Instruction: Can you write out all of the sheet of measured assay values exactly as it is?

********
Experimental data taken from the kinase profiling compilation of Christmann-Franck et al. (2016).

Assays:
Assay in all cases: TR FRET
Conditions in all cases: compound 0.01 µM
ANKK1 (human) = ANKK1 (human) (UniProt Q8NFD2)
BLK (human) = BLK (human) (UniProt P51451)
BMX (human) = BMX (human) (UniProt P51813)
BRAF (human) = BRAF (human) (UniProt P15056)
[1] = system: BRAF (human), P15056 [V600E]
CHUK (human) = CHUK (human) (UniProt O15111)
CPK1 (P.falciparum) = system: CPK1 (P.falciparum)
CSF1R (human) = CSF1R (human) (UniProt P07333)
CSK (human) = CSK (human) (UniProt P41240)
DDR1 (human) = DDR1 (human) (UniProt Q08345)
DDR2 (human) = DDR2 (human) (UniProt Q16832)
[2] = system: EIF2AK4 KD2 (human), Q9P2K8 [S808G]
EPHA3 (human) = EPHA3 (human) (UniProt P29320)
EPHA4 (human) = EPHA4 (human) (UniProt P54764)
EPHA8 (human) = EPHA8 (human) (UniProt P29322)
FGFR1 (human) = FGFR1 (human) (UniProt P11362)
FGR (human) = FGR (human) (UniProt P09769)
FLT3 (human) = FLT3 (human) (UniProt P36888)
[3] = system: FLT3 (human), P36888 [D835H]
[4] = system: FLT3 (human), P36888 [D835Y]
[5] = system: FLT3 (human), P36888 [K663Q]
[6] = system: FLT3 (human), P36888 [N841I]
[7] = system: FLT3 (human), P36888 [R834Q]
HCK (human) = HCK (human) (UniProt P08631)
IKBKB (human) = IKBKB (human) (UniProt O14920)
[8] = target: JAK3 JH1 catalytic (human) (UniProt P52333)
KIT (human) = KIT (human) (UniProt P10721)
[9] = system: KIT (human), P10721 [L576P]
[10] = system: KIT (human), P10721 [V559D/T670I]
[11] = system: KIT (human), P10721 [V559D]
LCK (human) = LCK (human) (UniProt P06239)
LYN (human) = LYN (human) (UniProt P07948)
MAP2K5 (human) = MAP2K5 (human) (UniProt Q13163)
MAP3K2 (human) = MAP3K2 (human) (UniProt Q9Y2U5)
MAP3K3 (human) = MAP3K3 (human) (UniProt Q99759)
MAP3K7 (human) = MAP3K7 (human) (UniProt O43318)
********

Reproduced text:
Experimental data taken from the kinase profiling compilation of Christmann-Franck et al. (2016).

Assays:
Assay in all cases: TR FRET
Conditions in all cases: compound 0.01 µM
ANKK1 (human) = ANKK1 (human) (UniProt Q8NFD2)
BLK (human) = BLK (human) (UniProt P51451)
BMX (human) = BMX (human) (UniProt P51813)
BRAF (human) = BRAF (human) (UniProt P15056)
[1] = system: BRAF (human), P15056 [V600E]
CHUK (human) = CHUK (human) (UniProt O15111)
CPK1 (P.falciparum) = system: CPK1 (P.falciparum)
CSF1R (human) = CSF1R (human) (UniProt P07333)
CSK (human) = CSK (human) (UniProt P41240)
DDR1 (human) = DDR1 (human) (UniProt Q08345)
DDR2 (human) = DDR2 (human) (UniProt Q16832)
[2] = system: EIF2AK4 KD2 (human), Q9P2K8 [S808G]
EPHA3 (human) = EPHA3 (human) (UniProt P29320)
EPHA4 (human) = EPHA4 (human) (UniProt P54764)
EPHA8 (human) = EPHA8 (human) (UniProt P29322)
FGFR1 (human) = FGFR1 (human) (UniProt P11362)
FGR (human) = FGR (human) (UniProt P09769)
FLT3 (human) = FLT3 (human) (UniProt P36888)
[3] = system: FLT3 (human), P36888 [D835H]
[4] = system: FLT3 (human), P36888 [D835Y]
[5] = system: FLT3 (human), P36888 [K663Q]
[6] = system: FLT3 (human), P36888 [N841I]
[7] = system: FLT3 (human), P36888 [R834Q]
HCK (human) = HCK (human) (UniProt P08631)
IKBKB (human) = IKBKB (human) (UniProt O14920)
[8] = target: JAK3 JH1 catalytic (human) (UniProt P52333)
KIT (human) = KIT (human) (UniProt P10721)
[9] = system: KIT (human), P10721 [L576P]
[10] = system: KIT (human), P10721 [V559D/T670I]
[11] = system: KIT (human), P10721 [V559D]
LCK (human) = LCK (human) (UniProt P06239)
LYN (human) = LYN (human) (UniProt P07948)
MAP2K5 (human) = MAP2K5 (human) (UniProt Q13163)
MAP3K2 (human) = MAP3K2 (human) (UniProt Q9Y2U5)
MAP3K3 (human) = MAP3K3 (human) (UniProt Q99759)
MAP3K7 (human) = MAP3K7 (human) (UniProt O43318)